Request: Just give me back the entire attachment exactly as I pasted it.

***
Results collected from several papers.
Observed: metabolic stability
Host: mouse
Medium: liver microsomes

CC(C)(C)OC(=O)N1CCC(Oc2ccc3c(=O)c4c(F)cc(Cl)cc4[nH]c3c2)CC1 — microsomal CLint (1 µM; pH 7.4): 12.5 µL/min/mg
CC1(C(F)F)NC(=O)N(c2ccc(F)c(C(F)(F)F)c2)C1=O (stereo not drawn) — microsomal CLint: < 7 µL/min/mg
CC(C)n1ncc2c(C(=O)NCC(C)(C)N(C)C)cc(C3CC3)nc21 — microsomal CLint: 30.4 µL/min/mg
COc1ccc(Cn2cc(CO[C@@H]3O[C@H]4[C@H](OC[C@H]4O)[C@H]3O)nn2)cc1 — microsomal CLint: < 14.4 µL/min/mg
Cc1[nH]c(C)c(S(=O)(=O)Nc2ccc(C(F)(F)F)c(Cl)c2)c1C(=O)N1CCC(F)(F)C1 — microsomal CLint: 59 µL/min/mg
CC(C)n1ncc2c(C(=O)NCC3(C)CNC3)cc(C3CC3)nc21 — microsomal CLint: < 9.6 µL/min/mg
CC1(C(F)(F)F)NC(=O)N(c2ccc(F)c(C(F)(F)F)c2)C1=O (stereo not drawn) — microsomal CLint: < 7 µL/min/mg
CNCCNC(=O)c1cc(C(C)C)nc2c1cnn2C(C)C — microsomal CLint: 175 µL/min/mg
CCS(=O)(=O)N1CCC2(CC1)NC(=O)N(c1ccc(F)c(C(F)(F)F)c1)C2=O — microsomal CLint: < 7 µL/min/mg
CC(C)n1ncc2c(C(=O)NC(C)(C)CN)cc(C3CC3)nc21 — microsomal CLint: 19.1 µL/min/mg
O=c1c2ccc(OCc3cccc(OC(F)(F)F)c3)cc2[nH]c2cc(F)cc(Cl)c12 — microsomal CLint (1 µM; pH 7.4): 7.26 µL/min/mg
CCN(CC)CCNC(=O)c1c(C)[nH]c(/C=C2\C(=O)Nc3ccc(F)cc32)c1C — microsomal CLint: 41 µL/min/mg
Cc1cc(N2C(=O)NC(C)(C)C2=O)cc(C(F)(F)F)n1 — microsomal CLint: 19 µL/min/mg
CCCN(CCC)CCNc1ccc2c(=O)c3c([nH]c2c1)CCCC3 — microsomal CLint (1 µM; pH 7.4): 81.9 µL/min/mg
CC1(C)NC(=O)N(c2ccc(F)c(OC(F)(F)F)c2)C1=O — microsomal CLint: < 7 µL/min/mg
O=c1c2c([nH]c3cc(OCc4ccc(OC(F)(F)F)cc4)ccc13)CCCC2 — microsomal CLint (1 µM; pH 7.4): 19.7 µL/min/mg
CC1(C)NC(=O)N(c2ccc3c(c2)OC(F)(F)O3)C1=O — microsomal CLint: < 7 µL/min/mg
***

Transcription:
Results collected from several papers.
Observed: metabolic stability
Host: mouse
Medium: liver microsomes

CC(C)(C)OC(=O)N1CCC(Oc2ccc3c(=O)c4c(F)cc(Cl)cc4[nH]c3c2)CC1 — microsomal CLint (1 µM; pH 7.4): 12.5 µL/min/mg
CC1(C(F)F)NC(=O)N(c2ccc(F)c(C(F)(F)F)c2)C1=O (stereo not drawn) — microsomal CLint: < 7 µL/min/mg
CC(C)n1ncc2c(C(=O)NCC(C)(C)N(C)C)cc(C3CC3)nc21 — microsomal CLint: 30.4 µL/min/mg
COc1ccc(Cn2cc(CO[C@@H]3O[C@H]4[C@H](OC[C@H]4O)[C@H]3O)nn2)cc1 — microsomal CLint: < 14.4 µL/min/mg
Cc1[nH]c(C)c(S(=O)(=O)Nc2ccc(C(F)(F)F)c(Cl)c2)c1C(=O)N1CCC(F)(F)C1 — microsomal CLint: 59 µL/min/mg
CC(C)n1ncc2c(C(=O)NCC3(C)CNC3)cc(C3CC3)nc21 — microsomal CLint: < 9.6 µL/min/mg
CC1(C(F)(F)F)NC(=O)N(c2ccc(F)c(C(F)(F)F)c2)C1=O (stereo not drawn) — microsomal CLint: < 7 µL/min/mg
CNCCNC(=O)c1cc(C(C)C)nc2c1cnn2C(C)C — microsomal CLint: 175 µL/min/mg
CCS(=O)(=O)N1CCC2(CC1)NC(=O)N(c1ccc(F)c(C(F)(F)F)c1)C2=O — microsomal CLint: < 7 µL/min/mg
CC(C)n1ncc2c(C(=O)NC(C)(C)CN)cc(C3CC3)nc21 — microsomal CLint: 19.1 µL/min/mg
O=c1c2ccc(OCc3cccc(OC(F)(F)F)c3)cc2[nH]c2cc(F)cc(Cl)c12 — microsomal CLint (1 µM; pH 7.4): 7.26 µL/min/mg
CCN(CC)CCNC(=O)c1c(C)[nH]c(/C=C2\C(=O)Nc3ccc(F)cc32)c1C — microsomal CLint: 41 µL/min/mg
Cc1cc(N2C(=O)NC(C)(C)C2=O)cc(C(F)(F)F)n1 — microsomal CLint: 19 µL/min/mg
CCCN(CCC)CCNc1ccc2c(=O)c3c([nH]c2c1)CCCC3 — microsomal CLint (1 µM; pH 7.4): 81.9 µL/min/mg
CC1(C)NC(=O)N(c2ccc(F)c(OC(F)(F)F)c2)C1=O — microsomal CLint: < 7 µL/min/mg
O=c1c2c([nH]c3cc(OCc4ccc(OC(F)(F)F)cc4)ccc13)CCCC2 — microsomal CLint (1 µM; pH 7.4): 19.7 µL/min/mg
CC1(C)NC(=O)N(c2ccc3c(c2)OC(F)(F)O3)C1=O — microsomal CLint: < 7 µL/min/mg